Residents in Oklahoma City have their choice of two senior activity centers where they may enjoy a wide range of pursuits for citizens aged 55 and over. There is something for all ages and abilities, including art classes, card games, dance classes, moderate to high impact exercises, history discussions, learning languages, quilting and other sewing activities, social gatherings, travel and yoga. Both the Will Rogers Senior Center and Woodson Park Senior Activity Center offer specialty programs on financial planning and senior health issues.
World class medical facilities are essential to Oklahoma City independent living. The University of Oklahoma Health Sciences Center is home to the state’s only Level 1 trauma center. This is the highest level of trauma care as defined by the American College of Surgeons. OU Medicine is an academic medical institution also housed on campus. It encompasses, among other things, the Oklahoma Cancer Center and OU College of Medicine. The city is also blessed with a number of hospitals owned by INTEGRIS Health, including the Baptist Medical Center, Cancer Institute of Oklahoma and the Southwest Medical Center. US News and World Report gave Baptist Medical high marks for its performance in cardiology, Geriatrics, orthopedics, gastroenterology, pulmonary and urology, among others. In total, there are 347 physicians for every 100,000 people in Oklahoma City.
Transportation links are vital to Oklahoma City independent living. The area is knee deep in interstate highways, with Interstates 35, 40 and 44 bisecting the city as well as I-240 and I-235 to the north and south of the city. Major state highways include the Kilpatrick Turnpike, Lake Hefner Parkway, and Broadway Extension. Two primary airports also serve the city. The Oklahoma City bus system services 465 miles of metropolitan area. Regular bus riders may even get to know their bus drivers. METRO Transit runs the bus and trolley services. Of special appeal is the Oklahoma City Spirit Trolley, a reproduction of the American Heritage Streetcar, providing a touch of nostalgia as well as a journey from A to B. Amtrak connects the area to Forth Worth, Texas, with a daily service while Greyhound and other bus services connect the town to the outside world.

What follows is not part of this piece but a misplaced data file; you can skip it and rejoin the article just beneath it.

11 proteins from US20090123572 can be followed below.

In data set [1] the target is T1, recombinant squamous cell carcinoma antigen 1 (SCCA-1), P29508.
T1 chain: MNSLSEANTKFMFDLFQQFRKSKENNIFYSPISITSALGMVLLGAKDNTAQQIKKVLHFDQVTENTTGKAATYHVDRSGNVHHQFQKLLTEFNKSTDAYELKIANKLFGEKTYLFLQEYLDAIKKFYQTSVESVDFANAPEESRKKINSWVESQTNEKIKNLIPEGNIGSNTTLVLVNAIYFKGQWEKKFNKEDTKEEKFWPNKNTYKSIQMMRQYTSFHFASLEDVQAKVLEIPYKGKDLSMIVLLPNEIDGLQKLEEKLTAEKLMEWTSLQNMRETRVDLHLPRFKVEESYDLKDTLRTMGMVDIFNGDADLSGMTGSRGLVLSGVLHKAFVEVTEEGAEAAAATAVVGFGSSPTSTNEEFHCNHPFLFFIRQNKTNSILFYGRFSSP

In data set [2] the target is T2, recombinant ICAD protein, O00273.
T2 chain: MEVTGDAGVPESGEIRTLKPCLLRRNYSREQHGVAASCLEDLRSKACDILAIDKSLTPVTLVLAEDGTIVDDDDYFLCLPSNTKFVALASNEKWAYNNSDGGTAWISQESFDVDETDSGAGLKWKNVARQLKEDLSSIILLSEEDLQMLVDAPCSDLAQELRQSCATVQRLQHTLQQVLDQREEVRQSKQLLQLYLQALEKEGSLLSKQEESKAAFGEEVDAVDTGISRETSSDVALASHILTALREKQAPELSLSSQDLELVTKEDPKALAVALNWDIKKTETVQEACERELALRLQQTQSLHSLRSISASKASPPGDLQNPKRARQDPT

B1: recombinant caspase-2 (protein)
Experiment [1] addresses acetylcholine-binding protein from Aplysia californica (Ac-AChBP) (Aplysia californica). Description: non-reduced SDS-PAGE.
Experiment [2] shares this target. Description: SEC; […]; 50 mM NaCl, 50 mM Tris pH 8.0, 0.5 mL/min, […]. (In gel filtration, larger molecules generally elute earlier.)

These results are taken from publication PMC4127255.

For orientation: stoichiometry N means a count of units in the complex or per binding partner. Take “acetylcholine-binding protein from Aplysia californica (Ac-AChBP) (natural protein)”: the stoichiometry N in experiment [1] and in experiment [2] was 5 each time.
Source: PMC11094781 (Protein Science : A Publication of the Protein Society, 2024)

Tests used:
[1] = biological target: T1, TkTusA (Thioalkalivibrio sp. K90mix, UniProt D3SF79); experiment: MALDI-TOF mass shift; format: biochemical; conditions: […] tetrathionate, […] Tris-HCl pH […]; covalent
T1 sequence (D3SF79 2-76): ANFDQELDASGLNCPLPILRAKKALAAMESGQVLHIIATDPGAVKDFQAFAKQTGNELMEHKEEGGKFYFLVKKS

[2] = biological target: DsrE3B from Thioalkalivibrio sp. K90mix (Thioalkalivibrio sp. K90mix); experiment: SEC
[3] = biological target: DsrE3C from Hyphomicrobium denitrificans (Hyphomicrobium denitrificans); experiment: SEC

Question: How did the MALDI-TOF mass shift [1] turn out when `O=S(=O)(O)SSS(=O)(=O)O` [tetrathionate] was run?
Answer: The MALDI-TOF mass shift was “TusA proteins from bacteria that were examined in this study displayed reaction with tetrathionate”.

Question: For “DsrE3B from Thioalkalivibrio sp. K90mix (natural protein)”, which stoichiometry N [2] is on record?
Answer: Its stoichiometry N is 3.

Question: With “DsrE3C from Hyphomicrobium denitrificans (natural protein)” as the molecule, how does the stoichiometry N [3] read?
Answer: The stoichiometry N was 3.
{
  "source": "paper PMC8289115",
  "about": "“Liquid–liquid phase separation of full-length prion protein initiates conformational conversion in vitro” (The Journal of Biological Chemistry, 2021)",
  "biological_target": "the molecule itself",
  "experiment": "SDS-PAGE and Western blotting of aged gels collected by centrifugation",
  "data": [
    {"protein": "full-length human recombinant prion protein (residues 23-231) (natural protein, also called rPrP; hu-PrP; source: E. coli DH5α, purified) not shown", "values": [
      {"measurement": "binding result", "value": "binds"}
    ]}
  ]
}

Oklahoma City has a lot to offer the Baby Boomer generation desiring Oklahoma City independent living. Medical and social needs are well catered for and the senior motorist will have no problem navigating in and out of the city. With freezing cold winters and frequent tornadoes in the summer, the weather may be more lively than some over-55s find desirable, but the city’s residents are accustomed to these climatic quirks and take them in their stride.
Map of Oklahoma City Independent Living Facilities